The Sciences

Making Auroras

Read about a team studying how the sun interacts with Earth’s magnetic field and the particles trapped in it, and how this type of interaction produces the northern and southern lights.

By Carl ZimmerApr 1, 1992 6:00 AM


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By the time Morrie Pongratz stepped outside to watch his experiment one night last July, the moon had set. But it couldn’t have competed with Pongratz’s experiment in any case. The experiment began at 3:37 a.m. eastern standard time, when a NASA satellite orbiting 270 miles overhead ejected two three-foot-long metal canisters, which then released 23 pounds of barium gas into space. Within seconds the barium blossomed into a giant yellow-green fireball, even bigger and brighter than a full moon. The release was spectacular, says Pongratz, a space physicist at Los Alamos National Laboratory. You’re on the ground in the dark, but up where the barium is, the sun is shining.

Pongratz and his colleagues are studying how the sun interacts with Earth’s magnetic field and the particles trapped in it--and in particular how this type of interaction produces the beautiful auroras commonly known as the northern and southern lights. The problem the researchers face is that you can’t see a magnetic field. That was the point of the several barium releases they carried out last summer. Casting barium over the magnetic field was like scattering iron filings around a bar magnet--suddenly the researchers could see how the field behaves.

Earth’s magnetic field is similar to a bar magnet’s: its lines of force come out of the south magnetic pole and loop back north. One difference, though, is that Earth’s field is constantly pushed around by the solar wind, a stream of electrons and atomic nuclei that flows out from the sun and carries the sun’s magnetic field with it. When the lines of that field happen to connect with the lines of Earth’s field, a strange thing happens: the solar wind tries to carry Earth’s field away. In the planet’s lee the field gets stretched long and thin. Finally, because it resists such abuse, it snaps like a rubber band.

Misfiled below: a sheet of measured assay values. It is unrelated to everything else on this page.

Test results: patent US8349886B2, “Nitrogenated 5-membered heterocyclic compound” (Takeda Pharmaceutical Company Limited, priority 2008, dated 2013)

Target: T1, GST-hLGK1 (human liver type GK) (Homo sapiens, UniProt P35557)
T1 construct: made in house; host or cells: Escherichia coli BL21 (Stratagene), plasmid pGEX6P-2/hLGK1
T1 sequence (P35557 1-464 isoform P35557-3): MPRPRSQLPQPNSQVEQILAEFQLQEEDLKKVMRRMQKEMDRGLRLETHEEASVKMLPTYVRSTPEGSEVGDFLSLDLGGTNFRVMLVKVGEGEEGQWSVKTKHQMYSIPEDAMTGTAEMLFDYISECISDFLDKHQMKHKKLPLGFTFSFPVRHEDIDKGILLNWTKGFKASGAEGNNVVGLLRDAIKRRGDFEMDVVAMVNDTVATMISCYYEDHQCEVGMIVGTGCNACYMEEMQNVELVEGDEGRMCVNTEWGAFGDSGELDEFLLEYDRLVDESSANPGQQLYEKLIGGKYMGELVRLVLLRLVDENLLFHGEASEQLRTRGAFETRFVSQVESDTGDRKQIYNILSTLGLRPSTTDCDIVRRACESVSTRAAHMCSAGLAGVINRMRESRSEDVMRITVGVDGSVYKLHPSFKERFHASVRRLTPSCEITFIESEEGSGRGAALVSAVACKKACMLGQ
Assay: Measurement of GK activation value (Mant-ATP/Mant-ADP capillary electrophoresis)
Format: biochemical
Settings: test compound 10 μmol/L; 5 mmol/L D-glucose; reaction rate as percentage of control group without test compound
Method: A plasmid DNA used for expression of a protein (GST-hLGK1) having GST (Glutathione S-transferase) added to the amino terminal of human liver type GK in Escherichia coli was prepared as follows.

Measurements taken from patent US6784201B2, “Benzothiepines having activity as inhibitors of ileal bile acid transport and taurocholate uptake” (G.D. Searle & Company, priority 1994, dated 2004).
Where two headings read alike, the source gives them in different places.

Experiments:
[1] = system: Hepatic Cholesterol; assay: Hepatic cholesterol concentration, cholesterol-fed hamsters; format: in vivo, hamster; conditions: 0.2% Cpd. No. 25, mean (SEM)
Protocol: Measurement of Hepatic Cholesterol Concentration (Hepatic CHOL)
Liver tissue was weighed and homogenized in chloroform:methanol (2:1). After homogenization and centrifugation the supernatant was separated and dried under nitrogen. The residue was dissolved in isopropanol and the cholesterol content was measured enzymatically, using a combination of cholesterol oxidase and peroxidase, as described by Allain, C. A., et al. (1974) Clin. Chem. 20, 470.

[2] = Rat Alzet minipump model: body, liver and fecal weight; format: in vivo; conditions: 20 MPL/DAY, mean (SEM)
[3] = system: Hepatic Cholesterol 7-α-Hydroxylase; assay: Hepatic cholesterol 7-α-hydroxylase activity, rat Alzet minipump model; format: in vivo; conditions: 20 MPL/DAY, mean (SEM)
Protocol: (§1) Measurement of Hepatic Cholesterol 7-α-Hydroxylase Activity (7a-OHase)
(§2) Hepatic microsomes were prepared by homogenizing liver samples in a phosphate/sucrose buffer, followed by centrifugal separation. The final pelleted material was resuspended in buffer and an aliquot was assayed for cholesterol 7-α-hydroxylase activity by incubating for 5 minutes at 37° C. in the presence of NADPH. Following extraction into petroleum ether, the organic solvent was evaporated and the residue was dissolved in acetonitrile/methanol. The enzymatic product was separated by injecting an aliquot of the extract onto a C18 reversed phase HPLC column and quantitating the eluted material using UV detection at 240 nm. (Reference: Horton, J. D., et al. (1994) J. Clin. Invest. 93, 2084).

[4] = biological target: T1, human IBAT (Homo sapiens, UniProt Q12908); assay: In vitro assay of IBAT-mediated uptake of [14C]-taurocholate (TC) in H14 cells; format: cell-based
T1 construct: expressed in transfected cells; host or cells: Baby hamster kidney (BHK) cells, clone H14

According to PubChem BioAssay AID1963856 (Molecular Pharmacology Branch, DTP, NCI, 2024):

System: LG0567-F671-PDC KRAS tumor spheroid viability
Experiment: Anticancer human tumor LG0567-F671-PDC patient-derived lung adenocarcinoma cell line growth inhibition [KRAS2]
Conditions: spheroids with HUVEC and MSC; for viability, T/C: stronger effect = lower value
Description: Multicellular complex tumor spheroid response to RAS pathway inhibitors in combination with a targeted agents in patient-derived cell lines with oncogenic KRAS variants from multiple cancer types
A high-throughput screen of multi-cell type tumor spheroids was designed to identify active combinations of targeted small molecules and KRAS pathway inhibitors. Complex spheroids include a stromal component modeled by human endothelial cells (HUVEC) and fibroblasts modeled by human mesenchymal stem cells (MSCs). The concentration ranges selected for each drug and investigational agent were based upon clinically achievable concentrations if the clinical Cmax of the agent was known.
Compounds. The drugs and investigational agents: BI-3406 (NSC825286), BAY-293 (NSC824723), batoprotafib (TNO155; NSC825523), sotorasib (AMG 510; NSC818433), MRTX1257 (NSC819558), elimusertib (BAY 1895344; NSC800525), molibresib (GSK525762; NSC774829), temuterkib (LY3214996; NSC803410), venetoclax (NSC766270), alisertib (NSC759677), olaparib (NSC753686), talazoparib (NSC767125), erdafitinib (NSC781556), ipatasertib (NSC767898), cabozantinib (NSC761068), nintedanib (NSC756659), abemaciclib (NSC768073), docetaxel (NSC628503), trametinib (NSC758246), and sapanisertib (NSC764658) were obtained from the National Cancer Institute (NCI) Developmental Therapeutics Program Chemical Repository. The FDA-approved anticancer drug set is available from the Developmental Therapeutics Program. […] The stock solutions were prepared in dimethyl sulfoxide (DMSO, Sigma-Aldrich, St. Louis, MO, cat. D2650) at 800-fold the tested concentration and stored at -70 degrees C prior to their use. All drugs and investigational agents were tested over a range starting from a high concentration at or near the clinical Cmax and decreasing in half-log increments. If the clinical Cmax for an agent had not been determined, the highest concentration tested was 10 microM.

Part of Earth’s field goes rushing downstream toward the outer planets, a great eddy in the solar wind. The other part rebounds back toward Earth, bringing trapped particles and a huge amount of energy with it. Somehow the strength of this slingshot energizes electrons close to the planet, which crash into atoms in the polar atmosphere and thus--somehow-- switch on the aurora. Pongratz’s barium clouds are indicating how.

Pongratz chose barium for the experiment not only because it would reflect sunlight well (hence the yellow glow) but also because its electrons could be easily knocked off by sunlight, thereby giving the barium atoms a positive electric charge. Like the recoiling charged particles that generate the real aurora, Pongratz’s barium ions (which glowed blue) were affected by Earth’s magnetic field. While the yellow cloud of neutral barium hurtled through space, moving with the same speed as the satellite that released it, the ionized barium was dragged by the magnetic field into a long blue wake. Some of the energy lost by the barium was transferred to electrons in the atmosphere--and those excited electrons generated an artificial aurora, albeit a faint one. The barium clouds were way brighter than the aurora, says Pongratz, so it wasn’t until we looked at the data a couple months later that we saw it.

In fact, the researchers are still analyzing the satellite data to find out exactly how the barium cloud transferred its energy. But Berkeley space physicist John Wygant believes the ionized barium did what any moving electric charge does: it sent out electromagnetic waves. As the barium crossed the lines of Earth’s magnetic field, those waves dragged the field lines along for a bit and then released them, in effect plucking the lines like guitar strings. The vibrating field lines, in turn, generated a current of electrons that crashed into atoms and caused them to emit auroral light.

That, says Pongratz, is probably how the real aurora is generated: when Earth’s stretched magnetic field snaps, the clouds of charged particles recoiling toward the planet emit electromagnetic waves that pluck the field lines and send electrons racing down the lines toward the poles. These ideas have been around for a long time, says Pongratz, but this is the first real confirmation we’ve had of them. And certainly, given that it outshone the moon, Pongratz’s evidence was as dramatic as it comes.

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